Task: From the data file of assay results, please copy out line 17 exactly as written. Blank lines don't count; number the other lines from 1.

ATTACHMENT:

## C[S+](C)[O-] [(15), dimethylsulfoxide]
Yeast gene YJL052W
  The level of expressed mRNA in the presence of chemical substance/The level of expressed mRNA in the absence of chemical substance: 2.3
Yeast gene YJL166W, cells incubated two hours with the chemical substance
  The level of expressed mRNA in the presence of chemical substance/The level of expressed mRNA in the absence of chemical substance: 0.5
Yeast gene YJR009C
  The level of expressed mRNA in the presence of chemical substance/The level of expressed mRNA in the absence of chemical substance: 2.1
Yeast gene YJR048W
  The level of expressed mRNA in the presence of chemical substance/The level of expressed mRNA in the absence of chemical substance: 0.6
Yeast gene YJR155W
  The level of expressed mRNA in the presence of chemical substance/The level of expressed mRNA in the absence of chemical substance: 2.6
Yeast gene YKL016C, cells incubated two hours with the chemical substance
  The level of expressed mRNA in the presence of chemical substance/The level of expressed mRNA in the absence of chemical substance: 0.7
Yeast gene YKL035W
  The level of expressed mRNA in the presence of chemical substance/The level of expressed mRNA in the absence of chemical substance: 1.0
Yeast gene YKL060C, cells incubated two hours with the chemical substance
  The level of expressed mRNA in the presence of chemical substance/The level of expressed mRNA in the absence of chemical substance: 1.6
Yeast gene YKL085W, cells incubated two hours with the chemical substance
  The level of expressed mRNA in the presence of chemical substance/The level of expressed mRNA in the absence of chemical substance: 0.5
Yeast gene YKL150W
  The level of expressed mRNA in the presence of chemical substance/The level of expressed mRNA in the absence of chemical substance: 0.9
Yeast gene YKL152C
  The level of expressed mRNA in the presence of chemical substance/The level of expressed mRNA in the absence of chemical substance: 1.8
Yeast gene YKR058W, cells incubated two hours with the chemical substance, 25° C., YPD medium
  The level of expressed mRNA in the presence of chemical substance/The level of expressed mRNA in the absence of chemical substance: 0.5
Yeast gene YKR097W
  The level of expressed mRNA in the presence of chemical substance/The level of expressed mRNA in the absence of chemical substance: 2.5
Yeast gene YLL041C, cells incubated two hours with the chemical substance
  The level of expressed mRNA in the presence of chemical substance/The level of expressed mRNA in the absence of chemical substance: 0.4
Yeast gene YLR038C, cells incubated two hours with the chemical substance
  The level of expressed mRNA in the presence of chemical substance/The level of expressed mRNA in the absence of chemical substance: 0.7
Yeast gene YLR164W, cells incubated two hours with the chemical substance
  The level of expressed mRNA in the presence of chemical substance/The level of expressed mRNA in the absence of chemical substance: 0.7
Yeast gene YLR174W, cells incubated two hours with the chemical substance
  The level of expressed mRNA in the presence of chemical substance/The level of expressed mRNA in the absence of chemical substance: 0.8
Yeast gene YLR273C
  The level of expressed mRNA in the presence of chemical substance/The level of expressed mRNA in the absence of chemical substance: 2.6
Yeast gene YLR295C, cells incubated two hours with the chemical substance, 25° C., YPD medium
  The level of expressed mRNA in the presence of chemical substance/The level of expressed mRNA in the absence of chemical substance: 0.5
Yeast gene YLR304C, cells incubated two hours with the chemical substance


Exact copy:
  The level of expressed mRNA in the presence of chemical substance/The level of expressed mRNA in the absence of chemical substance: 1.6